Synopses & Reviews
During an amazing year of living botanically, James Dodson went behind the scenes of the world's two most important garden shows (the Philadelphia Flower Show and the Chelsea Garden Show in New York City); spent time with the Botticelli of Bulbs; attended a rare plant auction of high rollers; sneaked into a Hosta convention; communed with the kindred spirits of Thomas Jefferson and John Bartram; met a man smuggling exotic day lilies; learned the inside poop on ten or twelve of the Western world's most influential gardens; swiped cuttings from a Founding Father's shrubbery; hung out with ten or twelve of the most accomplished gardening fanatics on earth; built three new gardens of his own; and wound up hanging perilously from a limb on the side of a cliff in Southern Africa, the birthplace of an estimated one-third of the worlds flowers, where he capped off his year of incalculable learning and discovery by tagging along with four of Americas leading plant hunters on an expedition into the rugged jungles to find the exotic new species of tomorrow.
This yeoman's tale of shared horticultural obsession burrows deeply into the story of how Americans became such fanatical gardeners and are today, in fact, at the forefront of what everyone agrees is a new Golden Age of Gardening, an unprecedented growth in gardening's popularity that has according to a recent Gallop poll an astonishing eighty percent of adult Americans claiming to be primary hobby gardeners.
"Flower fanatics and perfectionist planters will find much to enjoy in Dodson's recounting of his year spent traveling to various gardens around the world. The author, an amateur gardener whose other books are mostly about golf, travels through the eastern U.S., England and Africa, looking at and learning about flowers and plants. Dodson begins and ends his journey at the Philadelphia Flower Show, where he introduces readers to, among others, Linda and Walt Fisher, a retired couple who force bulbs to grow according to a set schedule so they bloom at precisely the right time for the show. Dodson also takes readers to Monticello, Thomas Jefferson's estate, and to his home state of North Carolina, where, in a touching scene, he reconnects with an elderly friend of his late mother. But while Dodson's travels are interesting enough, there isn't a through-line uniting his adventures other than him collecting plants he hopes will grow in his garden in Maine. There are lots of people in the book so many that it's hard to keep track of them all but no main characters emerge in Dodson's narrative. While horticulture enthusiasts may delight in Dodson's descriptions of his travails, casual readers may find themselves bored by the descriptions of the plants, places and people he encounters." Publishers Weekly (Copyright Reed Business Information, Inc.)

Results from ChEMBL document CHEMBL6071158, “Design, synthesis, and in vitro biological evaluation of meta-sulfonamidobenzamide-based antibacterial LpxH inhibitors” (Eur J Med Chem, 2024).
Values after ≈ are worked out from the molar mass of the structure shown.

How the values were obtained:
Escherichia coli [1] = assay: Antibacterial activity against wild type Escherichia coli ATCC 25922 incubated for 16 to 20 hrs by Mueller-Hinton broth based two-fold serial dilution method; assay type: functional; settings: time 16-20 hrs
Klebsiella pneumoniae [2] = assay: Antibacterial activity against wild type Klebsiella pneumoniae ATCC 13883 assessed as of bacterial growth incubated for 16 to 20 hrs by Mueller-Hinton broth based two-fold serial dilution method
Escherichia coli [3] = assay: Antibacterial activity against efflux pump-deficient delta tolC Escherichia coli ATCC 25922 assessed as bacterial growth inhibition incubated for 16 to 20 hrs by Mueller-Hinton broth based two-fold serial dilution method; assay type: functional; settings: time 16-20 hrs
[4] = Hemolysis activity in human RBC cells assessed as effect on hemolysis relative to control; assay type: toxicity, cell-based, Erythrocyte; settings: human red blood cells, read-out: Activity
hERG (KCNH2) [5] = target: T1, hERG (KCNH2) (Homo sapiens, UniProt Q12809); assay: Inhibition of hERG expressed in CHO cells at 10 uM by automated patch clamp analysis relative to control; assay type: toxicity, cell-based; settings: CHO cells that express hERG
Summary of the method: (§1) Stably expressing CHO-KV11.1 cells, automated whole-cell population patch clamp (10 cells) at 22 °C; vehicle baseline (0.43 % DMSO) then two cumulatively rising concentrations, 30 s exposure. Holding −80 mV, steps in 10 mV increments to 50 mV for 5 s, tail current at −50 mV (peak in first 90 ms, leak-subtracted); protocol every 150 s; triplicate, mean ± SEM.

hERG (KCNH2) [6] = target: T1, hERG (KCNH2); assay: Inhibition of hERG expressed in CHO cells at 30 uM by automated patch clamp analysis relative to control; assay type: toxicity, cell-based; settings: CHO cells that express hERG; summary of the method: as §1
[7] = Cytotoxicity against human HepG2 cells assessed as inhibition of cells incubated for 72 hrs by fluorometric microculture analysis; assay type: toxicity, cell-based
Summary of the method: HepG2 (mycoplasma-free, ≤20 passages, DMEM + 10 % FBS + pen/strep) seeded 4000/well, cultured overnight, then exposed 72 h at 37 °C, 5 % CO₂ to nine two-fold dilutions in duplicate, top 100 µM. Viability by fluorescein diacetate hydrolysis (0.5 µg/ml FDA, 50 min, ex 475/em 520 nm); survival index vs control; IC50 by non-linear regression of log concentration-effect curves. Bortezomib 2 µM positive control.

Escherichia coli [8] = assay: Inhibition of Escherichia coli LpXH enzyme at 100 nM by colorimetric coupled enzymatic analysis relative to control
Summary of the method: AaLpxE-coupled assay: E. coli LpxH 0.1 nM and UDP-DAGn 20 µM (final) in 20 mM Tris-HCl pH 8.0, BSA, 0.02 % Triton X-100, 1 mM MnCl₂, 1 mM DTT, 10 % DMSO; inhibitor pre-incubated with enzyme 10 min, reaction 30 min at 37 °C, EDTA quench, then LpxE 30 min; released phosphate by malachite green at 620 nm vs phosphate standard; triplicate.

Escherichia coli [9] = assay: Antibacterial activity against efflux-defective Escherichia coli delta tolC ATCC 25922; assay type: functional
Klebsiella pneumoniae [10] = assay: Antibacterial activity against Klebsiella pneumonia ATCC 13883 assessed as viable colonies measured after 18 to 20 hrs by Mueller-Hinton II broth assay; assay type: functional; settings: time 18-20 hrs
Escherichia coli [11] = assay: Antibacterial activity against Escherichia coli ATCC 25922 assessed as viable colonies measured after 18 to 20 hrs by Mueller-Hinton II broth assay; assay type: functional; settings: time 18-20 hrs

"Dodson's love of gardening shines through on every page; he leaves the reader with a sense of gardening as an equal-opportunity passion that belongs to all of us regardless of social status or ability." Library Journal
During a year of "living botanically," Dodson goes behind the scenes of the world's two most important garden shows, spends time with the Botticelli of Bulbs, meets a man smuggling exotic day lilies, and hangs out with three of the most accomplished gardening fanatics on earth.
About the Author
James Dodson is the author of Final Rounds, the 1996 bestseller that was named the Golf Book of the Year by the International Network of Golf. He is also the author of The Road to Somewhere, The Dewsweepers, Faithful Travelers, and A Golfer's Life, a collaboration with Arnold Palmer that was a New York Times bestseller. He is a four-time winner of the prestigious Golf Writers of America Award for his column in Golf Magazine, and a recipient of the 1998 Golf Reporter of the Year Award by the International Network of Golf.